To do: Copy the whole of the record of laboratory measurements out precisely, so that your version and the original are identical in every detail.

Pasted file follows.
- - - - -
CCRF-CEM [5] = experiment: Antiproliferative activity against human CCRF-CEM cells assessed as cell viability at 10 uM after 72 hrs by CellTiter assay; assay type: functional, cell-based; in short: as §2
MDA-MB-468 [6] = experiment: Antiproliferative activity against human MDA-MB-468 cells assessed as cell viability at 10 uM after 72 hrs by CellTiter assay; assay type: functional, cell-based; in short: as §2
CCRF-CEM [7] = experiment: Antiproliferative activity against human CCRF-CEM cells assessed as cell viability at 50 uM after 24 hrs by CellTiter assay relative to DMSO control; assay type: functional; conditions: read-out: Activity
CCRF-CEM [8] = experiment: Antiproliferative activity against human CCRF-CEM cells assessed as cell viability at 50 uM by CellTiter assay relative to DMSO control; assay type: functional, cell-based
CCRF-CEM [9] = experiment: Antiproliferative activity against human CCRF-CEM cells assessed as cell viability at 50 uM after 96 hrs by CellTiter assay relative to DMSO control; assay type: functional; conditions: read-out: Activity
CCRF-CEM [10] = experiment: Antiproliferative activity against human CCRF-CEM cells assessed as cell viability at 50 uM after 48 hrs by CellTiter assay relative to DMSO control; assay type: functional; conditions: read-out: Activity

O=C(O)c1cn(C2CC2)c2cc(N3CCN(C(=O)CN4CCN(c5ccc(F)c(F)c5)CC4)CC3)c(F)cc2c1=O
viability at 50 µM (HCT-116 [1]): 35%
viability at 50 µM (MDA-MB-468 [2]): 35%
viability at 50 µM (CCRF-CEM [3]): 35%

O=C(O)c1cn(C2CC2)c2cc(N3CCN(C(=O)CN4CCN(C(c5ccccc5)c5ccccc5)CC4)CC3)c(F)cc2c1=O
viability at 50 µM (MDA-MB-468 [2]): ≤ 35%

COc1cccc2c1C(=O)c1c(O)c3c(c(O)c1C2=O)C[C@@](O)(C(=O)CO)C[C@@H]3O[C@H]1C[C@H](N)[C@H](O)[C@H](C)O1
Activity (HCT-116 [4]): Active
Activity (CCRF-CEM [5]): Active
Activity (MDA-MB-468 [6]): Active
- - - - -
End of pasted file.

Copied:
CCRF-CEM [5] = experiment: Antiproliferative activity against human CCRF-CEM cells assessed as cell viability at 10 uM after 72 hrs by CellTiter assay; assay type: functional, cell-based; in short: as §2
MDA-MB-468 [6] = experiment: Antiproliferative activity against human MDA-MB-468 cells assessed as cell viability at 10 uM after 72 hrs by CellTiter assay; assay type: functional, cell-based; in short: as §2
CCRF-CEM [7] = experiment: Antiproliferative activity against human CCRF-CEM cells assessed as cell viability at 50 uM after 24 hrs by CellTiter assay relative to DMSO control; assay type: functional; conditions: read-out: Activity
CCRF-CEM [8] = experiment: Antiproliferative activity against human CCRF-CEM cells assessed as cell viability at 50 uM by CellTiter assay relative to DMSO control; assay type: functional, cell-based
CCRF-CEM [9] = experiment: Antiproliferative activity against human CCRF-CEM cells assessed as cell viability at 50 uM after 96 hrs by CellTiter assay relative to DMSO control; assay type: functional; conditions: read-out: Activity
CCRF-CEM [10] = experiment: Antiproliferative activity against human CCRF-CEM cells assessed as cell viability at 50 uM after 48 hrs by CellTiter assay relative to DMSO control; assay type: functional; conditions: read-out: Activity

O=C(O)c1cn(C2CC2)c2cc(N3CCN(C(=O)CN4CCN(c5ccc(F)c(F)c5)CC4)CC3)c(F)cc2c1=O
viability at 50 µM (HCT-116 [1]): 35%
viability at 50 µM (MDA-MB-468 [2]): 35%
viability at 50 µM (CCRF-CEM [3]): 35%

O=C(O)c1cn(C2CC2)c2cc(N3CCN(C(=O)CN4CCN(C(c5ccccc5)c5ccccc5)CC4)CC3)c(F)cc2c1=O
viability at 50 µM (MDA-MB-468 [2]): ≤ 35%

COc1cccc2c1C(=O)c1c(O)c3c(c(O)c1C2=O)C[C@@](O)(C(=O)CO)C[C@@H]3O[C@H]1C[C@H](N)[C@H](O)[C@H](C)O1
Activity (HCT-116 [4]): Active
Activity (CCRF-CEM [5]): Active
Activity (MDA-MB-468 [6]): Active